Boxed in, how a dream project for capsule living turned ugly

Nakagin Capsule Tower


Tokyo Architecture

Strangely when the threat of demolition hangs over you for several years you can begin to learn to live with the sense of impending disaster. Think of it as a kind of new normal. So when it was discovered that the Nakagin Capsule Tower Building Management Association had voted in favour of selling the much-loved building in March 2021, it sent shock waves through the community of tenants and owners.


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Our guide to the history of a project that began with so much optimism is Yuka Yoshida, a resident of the building and an architecture guide with ShowCase Tokyo. She explains,


 ‘quite simply, whilst the time scale isn’t clear what the tenants do know is that sooner or later their time is up and they’ll have to move out’.


To understand the architect, Kisho Kurokawa’s vision of how the building would function we need to go back to when the design was originally conceived. The idea was that each capsule (think square pod), home for a ‘salaryman’, would be at best changed or at the very least subject to major maintenance every 20-25 years. The design seemed so flexible and adaptable, a matter of swapping a capsule in and out as required – easy to build in a factory in Shiga Prefecture. However, it became quickly clear, according to Yuka, that this didn’t work as there were some fundamental structural problems.


Nagakin Capsule Tower top

‘In order to remove a single capsule, every capsule above it would also have to be removed which was actually a pretty tough thing to ask other owners to leave their home for a while. Basically, all the capsules would have been replaced in one go in case of replacement. However, each capsule was sold to individual owners, meaning that agreement for the replacement would have to be obtained from 140 owners. 100% agreement would be necessary since refurbishment would include not just their capsule but the communal space as well’.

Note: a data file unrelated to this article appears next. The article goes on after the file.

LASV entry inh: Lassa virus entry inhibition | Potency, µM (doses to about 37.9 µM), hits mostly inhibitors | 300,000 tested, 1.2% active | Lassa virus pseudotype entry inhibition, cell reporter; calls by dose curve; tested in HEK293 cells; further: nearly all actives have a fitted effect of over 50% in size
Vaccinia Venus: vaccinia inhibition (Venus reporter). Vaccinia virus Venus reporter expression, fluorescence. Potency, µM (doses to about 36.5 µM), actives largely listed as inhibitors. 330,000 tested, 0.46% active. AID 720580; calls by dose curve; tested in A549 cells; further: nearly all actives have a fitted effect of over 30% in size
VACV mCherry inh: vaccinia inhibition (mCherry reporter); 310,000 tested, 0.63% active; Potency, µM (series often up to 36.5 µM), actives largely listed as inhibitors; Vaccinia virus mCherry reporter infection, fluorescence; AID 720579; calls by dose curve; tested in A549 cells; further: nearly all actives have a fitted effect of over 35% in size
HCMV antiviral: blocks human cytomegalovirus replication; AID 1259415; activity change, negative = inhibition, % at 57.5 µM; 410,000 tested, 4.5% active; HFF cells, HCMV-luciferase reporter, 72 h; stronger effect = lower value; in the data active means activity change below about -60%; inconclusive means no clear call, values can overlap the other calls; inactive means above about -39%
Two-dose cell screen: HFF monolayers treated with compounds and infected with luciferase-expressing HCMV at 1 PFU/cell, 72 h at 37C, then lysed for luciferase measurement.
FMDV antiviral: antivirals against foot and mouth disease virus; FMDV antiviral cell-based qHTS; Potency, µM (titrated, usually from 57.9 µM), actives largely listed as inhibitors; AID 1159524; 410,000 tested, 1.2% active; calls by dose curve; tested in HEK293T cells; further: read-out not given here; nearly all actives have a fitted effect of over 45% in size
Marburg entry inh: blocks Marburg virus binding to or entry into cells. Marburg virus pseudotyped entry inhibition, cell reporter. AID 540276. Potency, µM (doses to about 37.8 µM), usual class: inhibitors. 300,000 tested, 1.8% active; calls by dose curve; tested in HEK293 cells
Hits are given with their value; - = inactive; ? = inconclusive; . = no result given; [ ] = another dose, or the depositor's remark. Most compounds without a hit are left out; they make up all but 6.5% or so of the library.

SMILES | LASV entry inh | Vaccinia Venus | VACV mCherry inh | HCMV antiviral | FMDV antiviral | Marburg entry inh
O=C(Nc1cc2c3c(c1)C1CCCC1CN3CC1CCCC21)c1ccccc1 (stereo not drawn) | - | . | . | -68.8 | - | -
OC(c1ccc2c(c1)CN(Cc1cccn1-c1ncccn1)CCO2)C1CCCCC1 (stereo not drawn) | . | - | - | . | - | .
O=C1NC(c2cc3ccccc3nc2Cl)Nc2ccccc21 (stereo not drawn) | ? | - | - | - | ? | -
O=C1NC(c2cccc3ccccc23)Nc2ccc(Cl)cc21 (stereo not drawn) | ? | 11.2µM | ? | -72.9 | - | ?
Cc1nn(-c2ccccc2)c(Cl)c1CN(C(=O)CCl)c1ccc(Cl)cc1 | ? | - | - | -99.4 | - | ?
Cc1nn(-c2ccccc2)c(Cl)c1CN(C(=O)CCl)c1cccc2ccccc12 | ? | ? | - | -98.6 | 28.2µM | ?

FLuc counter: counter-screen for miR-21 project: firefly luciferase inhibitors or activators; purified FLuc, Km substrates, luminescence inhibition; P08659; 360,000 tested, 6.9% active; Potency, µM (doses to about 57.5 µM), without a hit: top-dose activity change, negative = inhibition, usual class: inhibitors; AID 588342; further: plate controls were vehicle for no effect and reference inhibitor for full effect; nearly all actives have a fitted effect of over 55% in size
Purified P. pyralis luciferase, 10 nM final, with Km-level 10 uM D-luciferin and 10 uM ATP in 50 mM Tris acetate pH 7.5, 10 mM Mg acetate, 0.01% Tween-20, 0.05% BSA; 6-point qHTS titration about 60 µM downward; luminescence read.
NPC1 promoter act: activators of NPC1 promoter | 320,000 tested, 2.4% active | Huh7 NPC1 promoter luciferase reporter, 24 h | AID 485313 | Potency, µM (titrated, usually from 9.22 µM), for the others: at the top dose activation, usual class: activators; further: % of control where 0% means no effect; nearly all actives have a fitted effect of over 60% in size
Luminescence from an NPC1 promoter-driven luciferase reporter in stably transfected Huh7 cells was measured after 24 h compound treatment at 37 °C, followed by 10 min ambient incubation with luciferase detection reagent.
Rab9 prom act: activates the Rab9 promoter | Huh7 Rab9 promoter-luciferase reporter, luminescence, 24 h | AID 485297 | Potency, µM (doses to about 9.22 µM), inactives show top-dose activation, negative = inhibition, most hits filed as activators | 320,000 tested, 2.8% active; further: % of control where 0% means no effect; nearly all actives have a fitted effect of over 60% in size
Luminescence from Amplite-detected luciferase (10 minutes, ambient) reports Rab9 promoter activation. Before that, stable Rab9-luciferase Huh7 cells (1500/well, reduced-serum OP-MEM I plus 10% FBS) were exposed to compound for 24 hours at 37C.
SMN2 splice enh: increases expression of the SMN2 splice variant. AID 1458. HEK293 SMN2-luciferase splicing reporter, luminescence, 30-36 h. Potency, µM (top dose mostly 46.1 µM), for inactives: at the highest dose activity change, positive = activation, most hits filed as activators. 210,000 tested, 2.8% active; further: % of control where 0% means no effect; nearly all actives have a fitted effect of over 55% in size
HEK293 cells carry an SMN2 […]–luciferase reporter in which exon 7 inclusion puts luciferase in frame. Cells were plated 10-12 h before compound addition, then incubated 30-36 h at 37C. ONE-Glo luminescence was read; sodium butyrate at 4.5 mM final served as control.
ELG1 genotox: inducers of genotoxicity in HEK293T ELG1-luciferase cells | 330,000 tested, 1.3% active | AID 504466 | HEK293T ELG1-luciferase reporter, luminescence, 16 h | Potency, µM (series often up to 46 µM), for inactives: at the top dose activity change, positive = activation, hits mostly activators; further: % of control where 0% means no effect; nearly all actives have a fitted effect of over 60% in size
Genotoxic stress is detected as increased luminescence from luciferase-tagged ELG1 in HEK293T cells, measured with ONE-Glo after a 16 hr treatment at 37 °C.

Nagakin between the capsules


Its as if everything had been thought of but the human factor had been underestimated. Capsule owners paid monthly maintenance fees and a sinking fund for replacement capsules which Yuka noted, mathematically didn’t add up – the fund was already short of £100k+ by 2007.   Boxed in, so to speak the pod owners could not reach an agreement about what to do next.


Kicking a can down the road

Everything rolled on and the problems compounded as the building deteriorated. The metaphor, ‘kicking a can down the road’ comes to mind. That is until the emergency vote in March 2021 in the middle of the pandemic. Yuka explains, that the situation is now slipping out of the hands of the tenants, the choices are now binary – the building will either be sold or demolished – if not now in the foreseeable future. The mission of the Nakagin Capsule Tower Preservation and Restoration Project remains simply,  ‘to stop the imminent destruction of the Nakagin Capsule Tower.

End of the road

Summer 2021 Update:  Sadly the  building will not survive, it is due to be dismantled, each ‘pod’ is going to be separated in order to scatter them across the city for short term rentals and some will be donated to museums

All images unless noted by Howard Morris


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Nakagin Capsule Tower Preservation and Restoration Project


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